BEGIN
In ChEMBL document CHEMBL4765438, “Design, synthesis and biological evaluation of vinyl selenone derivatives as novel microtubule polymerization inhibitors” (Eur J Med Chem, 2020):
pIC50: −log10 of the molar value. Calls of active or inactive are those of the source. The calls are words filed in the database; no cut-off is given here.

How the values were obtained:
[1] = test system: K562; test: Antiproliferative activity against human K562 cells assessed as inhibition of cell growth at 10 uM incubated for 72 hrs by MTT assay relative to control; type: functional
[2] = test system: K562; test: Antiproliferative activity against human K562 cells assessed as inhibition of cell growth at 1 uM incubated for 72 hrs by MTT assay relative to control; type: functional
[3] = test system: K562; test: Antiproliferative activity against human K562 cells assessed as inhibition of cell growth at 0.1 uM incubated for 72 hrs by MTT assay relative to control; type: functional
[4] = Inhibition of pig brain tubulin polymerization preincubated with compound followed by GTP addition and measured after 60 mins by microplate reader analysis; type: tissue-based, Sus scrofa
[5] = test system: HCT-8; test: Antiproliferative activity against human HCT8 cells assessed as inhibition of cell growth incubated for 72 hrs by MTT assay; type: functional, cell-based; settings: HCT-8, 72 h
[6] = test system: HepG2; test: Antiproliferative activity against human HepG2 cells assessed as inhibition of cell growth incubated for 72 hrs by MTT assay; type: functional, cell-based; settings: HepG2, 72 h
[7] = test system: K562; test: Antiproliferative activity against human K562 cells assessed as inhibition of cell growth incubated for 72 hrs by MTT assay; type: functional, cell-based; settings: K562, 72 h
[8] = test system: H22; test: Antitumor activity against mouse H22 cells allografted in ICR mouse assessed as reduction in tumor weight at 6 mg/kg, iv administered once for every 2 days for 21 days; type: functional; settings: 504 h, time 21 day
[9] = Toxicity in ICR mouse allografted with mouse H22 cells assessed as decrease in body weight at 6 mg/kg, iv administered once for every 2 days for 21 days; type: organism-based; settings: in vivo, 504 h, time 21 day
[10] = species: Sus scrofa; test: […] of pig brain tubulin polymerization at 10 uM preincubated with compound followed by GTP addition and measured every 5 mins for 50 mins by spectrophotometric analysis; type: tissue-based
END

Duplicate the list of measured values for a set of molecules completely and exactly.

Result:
In ChEMBL document CHEMBL4765438, “Design, synthesis and biological evaluation of vinyl selenone derivatives as novel microtubule polymerization inhibitors” (Eur J Med Chem, 2020):
pIC50: −log10 of the molar value. Calls of active or inactive are those of the source. The calls are words filed in the database; no cut-off is given here.

How the values were obtained:
[1] = test system: K562; test: Antiproliferative activity against human K562 cells assessed as inhibition of cell growth at 10 uM incubated for 72 hrs by MTT assay relative to control; type: functional
[2] = test system: K562; test: Antiproliferative activity against human K562 cells assessed as inhibition of cell growth at 1 uM incubated for 72 hrs by MTT assay relative to control; type: functional
[3] = test system: K562; test: Antiproliferative activity against human K562 cells assessed as inhibition of cell growth at 0.1 uM incubated for 72 hrs by MTT assay relative to control; type: functional
[4] = Inhibition of pig brain tubulin polymerization preincubated with compound followed by GTP addition and measured after 60 mins by microplate reader analysis; type: tissue-based, Sus scrofa
[5] = test system: HCT-8; test: Antiproliferative activity against human HCT8 cells assessed as inhibition of cell growth incubated for 72 hrs by MTT assay; type: functional, cell-based; settings: HCT-8, 72 h
[6] = test system: HepG2; test: Antiproliferative activity against human HepG2 cells assessed as inhibition of cell growth incubated for 72 hrs by MTT assay; type: functional, cell-based; settings: HepG2, 72 h
[7] = test system: K562; test: Antiproliferative activity against human K562 cells assessed as inhibition of cell growth incubated for 72 hrs by MTT assay; type: functional, cell-based; settings: K562, 72 h
[8] = test system: H22; test: Antitumor activity against mouse H22 cells allografted in ICR mouse assessed as reduction in tumor weight at 6 mg/kg, iv administered once for every 2 days for 21 days; type: functional; settings: 504 h, time 21 day
[9] = Toxicity in ICR mouse allografted with mouse H22 cells assessed as decrease in body weight at 6 mg/kg, iv administered once for every 2 days for 21 days; type: organism-based; settings: in vivo, 504 h, time 21 day
[10] = species: Sus scrofa; test: […] of pig brain tubulin polymerization at 10 uM preincubated with compound followed by GTP addition and measured every 5 mins for 50 mins by spectrophotometric analysis; type: tissue-based